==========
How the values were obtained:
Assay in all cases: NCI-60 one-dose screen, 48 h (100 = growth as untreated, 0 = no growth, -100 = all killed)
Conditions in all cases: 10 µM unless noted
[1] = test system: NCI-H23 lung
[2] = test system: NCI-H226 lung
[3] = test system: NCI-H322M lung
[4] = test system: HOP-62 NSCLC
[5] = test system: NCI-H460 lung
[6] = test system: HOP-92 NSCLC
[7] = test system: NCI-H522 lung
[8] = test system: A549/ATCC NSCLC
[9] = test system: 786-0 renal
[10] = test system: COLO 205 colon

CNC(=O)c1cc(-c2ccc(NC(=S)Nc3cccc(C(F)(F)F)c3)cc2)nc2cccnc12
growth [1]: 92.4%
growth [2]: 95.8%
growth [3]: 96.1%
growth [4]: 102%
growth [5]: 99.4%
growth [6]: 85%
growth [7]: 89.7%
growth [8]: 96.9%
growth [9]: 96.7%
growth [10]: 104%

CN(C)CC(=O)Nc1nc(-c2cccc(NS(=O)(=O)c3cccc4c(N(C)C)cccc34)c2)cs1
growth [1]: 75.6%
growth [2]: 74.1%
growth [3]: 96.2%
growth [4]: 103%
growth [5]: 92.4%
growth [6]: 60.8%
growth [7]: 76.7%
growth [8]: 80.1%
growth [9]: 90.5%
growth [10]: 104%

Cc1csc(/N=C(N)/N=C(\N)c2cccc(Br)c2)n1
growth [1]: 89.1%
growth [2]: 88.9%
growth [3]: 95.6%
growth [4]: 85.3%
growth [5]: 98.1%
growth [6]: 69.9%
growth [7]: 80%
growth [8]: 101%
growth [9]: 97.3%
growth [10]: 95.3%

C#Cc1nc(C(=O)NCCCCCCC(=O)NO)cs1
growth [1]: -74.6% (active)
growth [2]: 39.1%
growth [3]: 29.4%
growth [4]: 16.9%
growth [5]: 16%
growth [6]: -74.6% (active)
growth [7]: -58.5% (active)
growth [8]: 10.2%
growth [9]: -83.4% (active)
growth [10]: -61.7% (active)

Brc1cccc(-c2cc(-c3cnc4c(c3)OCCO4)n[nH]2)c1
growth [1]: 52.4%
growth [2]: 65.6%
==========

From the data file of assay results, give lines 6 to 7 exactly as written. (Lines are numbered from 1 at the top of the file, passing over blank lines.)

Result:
[3] = test system: NCI-H322M lung
[4] = test system: HOP-62 NSCLC